It was September 2016. I was in Phoenix, AZ, desiring friendships that would be centered around Jesus. I asked God to provide them for me, and then I got home from work to play three hours of XBOX before falling asleep. This went on for quite some time. I was discouraged, missing home, and begging God for relationships. There were people who cared about me in the church that grew into stronger relationships, but I didn’t have anyone my age. I would pray and ask and yet I kept the same routine of work and isolation.

It was only when I took a step of putting myself out there that relationships began to form and blossom. One day I went to Raising Cane’s with a guy named Victor and now he’s one of my best friends.

I was recently asked by a friend to be a backup speaker for a youth camp. I love traveling to preach God’s Word and yet I was wrestling with whether or not it was the right thing to do at this time in my life with a four month old at home. I was encouraged to pray and then act. So I did. It didn’t work out this time but I took a step of faith.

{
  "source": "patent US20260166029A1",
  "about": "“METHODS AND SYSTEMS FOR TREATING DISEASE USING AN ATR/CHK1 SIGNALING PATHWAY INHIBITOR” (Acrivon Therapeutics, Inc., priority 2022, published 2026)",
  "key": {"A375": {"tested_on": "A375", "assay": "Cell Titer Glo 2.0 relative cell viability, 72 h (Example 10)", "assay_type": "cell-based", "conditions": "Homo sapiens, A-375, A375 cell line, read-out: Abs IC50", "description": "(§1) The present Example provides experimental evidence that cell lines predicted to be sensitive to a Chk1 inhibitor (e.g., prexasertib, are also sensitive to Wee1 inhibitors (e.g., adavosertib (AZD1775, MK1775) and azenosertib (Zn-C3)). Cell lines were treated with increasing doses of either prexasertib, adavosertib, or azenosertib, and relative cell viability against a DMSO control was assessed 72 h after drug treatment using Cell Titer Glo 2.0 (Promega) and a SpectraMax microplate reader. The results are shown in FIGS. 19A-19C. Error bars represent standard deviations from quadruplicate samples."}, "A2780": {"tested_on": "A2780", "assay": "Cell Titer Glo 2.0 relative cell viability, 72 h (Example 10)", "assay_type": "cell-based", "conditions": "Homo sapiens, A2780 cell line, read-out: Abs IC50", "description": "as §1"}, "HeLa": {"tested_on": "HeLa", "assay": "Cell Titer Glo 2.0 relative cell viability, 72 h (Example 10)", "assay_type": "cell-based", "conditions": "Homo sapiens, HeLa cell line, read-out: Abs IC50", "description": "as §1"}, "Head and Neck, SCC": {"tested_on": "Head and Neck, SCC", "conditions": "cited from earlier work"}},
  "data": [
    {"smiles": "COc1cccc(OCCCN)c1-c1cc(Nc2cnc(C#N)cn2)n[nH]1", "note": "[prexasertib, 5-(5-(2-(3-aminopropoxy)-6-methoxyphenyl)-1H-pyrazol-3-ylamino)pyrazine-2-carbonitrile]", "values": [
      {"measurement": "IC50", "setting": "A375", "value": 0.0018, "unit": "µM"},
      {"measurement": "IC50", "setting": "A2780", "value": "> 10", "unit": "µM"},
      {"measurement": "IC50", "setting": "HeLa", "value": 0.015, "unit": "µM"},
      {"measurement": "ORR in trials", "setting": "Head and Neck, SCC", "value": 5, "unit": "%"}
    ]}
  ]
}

I kept hanging onto FCA after six months of knowing it was too much on my plate. My pastor kept encouraging me to step away, trusting God to provide for me and my family. I made the choice to step down, and within weeks I received an opportunity to speak at a youth camp this Summer, and the stipend was a generous gift of God’s grace.

Faith has a component not just of belief, but of action.

In 1 Thessalonians 1:3, Paul is praising the church in Thessalonica for its qualities that honor God. Listen to what he says about their faith.

We recall, in the presence of our God and Father, your work produced by faith, your labor motivated by love, and your endurance inspired by hope in our Lord Jesus Christ. – 1 Thessalonians 1:3

In Paul’s mind, faith results in work. In action.

I think of the book of Ruth. Ruth trusted God to provide for her as she followed Naomi back to Bethlehem. She had faith. But that faith led to her following Naomi’s direction and going to work in the field of Boaz. God provided for her, but she acted to receive that provision.